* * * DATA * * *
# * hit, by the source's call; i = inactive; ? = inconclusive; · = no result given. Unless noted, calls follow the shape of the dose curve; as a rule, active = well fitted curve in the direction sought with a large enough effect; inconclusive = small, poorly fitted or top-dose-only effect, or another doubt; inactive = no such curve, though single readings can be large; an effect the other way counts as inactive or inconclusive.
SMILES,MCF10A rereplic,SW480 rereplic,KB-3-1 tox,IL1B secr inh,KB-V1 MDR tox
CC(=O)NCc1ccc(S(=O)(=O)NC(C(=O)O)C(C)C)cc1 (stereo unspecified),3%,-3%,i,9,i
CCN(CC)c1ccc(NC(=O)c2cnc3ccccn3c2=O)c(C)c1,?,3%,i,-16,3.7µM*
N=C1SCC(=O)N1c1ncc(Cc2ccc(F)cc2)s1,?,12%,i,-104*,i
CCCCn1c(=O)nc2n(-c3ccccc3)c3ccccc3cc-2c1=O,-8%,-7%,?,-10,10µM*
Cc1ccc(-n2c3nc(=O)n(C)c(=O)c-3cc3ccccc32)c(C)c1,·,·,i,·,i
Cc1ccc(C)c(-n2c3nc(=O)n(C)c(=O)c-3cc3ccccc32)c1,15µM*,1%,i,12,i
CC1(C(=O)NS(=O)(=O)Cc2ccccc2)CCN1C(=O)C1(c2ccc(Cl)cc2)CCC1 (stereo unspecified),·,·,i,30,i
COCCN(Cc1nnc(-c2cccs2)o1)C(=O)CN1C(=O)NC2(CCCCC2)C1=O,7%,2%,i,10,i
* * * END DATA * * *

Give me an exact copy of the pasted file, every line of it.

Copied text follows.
# * hit, by the source's call; i = inactive; ? = inconclusive; · = no result given. Unless noted, calls follow the shape of the dose curve; as a rule, active = well fitted curve in the direction sought with a large enough effect; inconclusive = small, poorly fitted or top-dose-only effect, or another doubt; inactive = no such curve, though single readings can be large; an effect the other way counts as inactive or inconclusive.
SMILES,MCF10A rereplic,SW480 rereplic,KB-3-1 tox,IL1B secr inh,KB-V1 MDR tox
CC(=O)NCc1ccc(S(=O)(=O)NC(C(=O)O)C(C)C)cc1 (stereo unspecified),3%,-3%,i,9,i
CCN(CC)c1ccc(NC(=O)c2cnc3ccccn3c2=O)c(C)c1,?,3%,i,-16,3.7µM*
N=C1SCC(=O)N1c1ncc(Cc2ccc(F)cc2)s1,?,12%,i,-104*,i
CCCCn1c(=O)nc2n(-c3ccccc3)c3ccccc3cc-2c1=O,-8%,-7%,?,-10,10µM*
Cc1ccc(-n2c3nc(=O)n(C)c(=O)c-3cc3ccccc32)c(C)c1,·,·,i,·,i
Cc1ccc(C)c(-n2c3nc(=O)n(C)c(=O)c-3cc3ccccc32)c1,15µM*,1%,i,12,i
CC1(C(=O)NS(=O)(=O)Cc2ccccc2)CCN1C(=O)C1(c2ccc(Cl)cc2)CCC1 (stereo unspecified),·,·,i,30,i
COCCN(Cc1nnc(-c2cccs2)o1)C(=O)CN1C(=O)NC2(CCCCC2)C1=O,7%,2%,i,10,i